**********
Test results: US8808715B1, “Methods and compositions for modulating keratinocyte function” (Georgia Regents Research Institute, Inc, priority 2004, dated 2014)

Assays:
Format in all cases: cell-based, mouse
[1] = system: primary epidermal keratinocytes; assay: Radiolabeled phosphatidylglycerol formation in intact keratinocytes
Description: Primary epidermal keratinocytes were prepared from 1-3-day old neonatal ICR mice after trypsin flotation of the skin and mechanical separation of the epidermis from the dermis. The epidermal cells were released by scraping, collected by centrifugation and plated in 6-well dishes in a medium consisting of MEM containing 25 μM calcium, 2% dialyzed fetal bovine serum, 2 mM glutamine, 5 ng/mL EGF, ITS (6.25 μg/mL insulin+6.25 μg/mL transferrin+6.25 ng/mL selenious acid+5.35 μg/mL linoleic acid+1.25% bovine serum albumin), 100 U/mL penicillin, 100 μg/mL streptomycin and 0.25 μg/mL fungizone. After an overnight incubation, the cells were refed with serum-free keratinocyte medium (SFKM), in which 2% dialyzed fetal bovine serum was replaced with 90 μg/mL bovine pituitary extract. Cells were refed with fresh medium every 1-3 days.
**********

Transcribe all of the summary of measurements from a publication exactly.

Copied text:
Test results: US8808715B1, “Methods and compositions for modulating keratinocyte function” (Georgia Regents Research Institute, Inc, priority 2004, dated 2014)

Assays:
Format in all cases: cell-based, mouse
[1] = system: primary epidermal keratinocytes; assay: Radiolabeled phosphatidylglycerol formation in intact keratinocytes
Description: Primary epidermal keratinocytes were prepared from 1-3-day old neonatal ICR mice after trypsin flotation of the skin and mechanical separation of the epidermis from the dermis. The epidermal cells were released by scraping, collected by centrifugation and plated in 6-well dishes in a medium consisting of MEM containing 25 μM calcium, 2% dialyzed fetal bovine serum, 2 mM glutamine, 5 ng/mL EGF, ITS (6.25 μg/mL insulin+6.25 μg/mL transferrin+6.25 ng/mL selenious acid+5.35 μg/mL linoleic acid+1.25% bovine serum albumin), 100 U/mL penicillin, 100 μg/mL streptomycin and 0.25 μg/mL fungizone. After an overnight incubation, the cells were refed with serum-free keratinocyte medium (SFKM), in which 2% dialyzed fetal bovine serum was replaced with 90 μg/mL bovine pituitary extract. Cells were refed with fresh medium every 1-3 days.